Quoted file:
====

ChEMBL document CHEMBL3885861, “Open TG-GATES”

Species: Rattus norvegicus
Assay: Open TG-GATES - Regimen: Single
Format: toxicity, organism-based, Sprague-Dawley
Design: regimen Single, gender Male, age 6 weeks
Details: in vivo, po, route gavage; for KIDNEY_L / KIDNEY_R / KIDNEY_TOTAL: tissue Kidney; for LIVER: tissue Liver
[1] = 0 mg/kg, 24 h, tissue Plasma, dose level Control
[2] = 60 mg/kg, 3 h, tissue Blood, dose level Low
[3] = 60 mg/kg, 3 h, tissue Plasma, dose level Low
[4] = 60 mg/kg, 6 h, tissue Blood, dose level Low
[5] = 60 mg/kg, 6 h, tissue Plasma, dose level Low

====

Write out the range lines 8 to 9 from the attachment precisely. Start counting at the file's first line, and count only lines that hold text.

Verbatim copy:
[2] = 60 mg/kg, 3 h, tissue Blood, dose level Low
[3] = 60 mg/kg, 3 h, tissue Plasma, dose level Low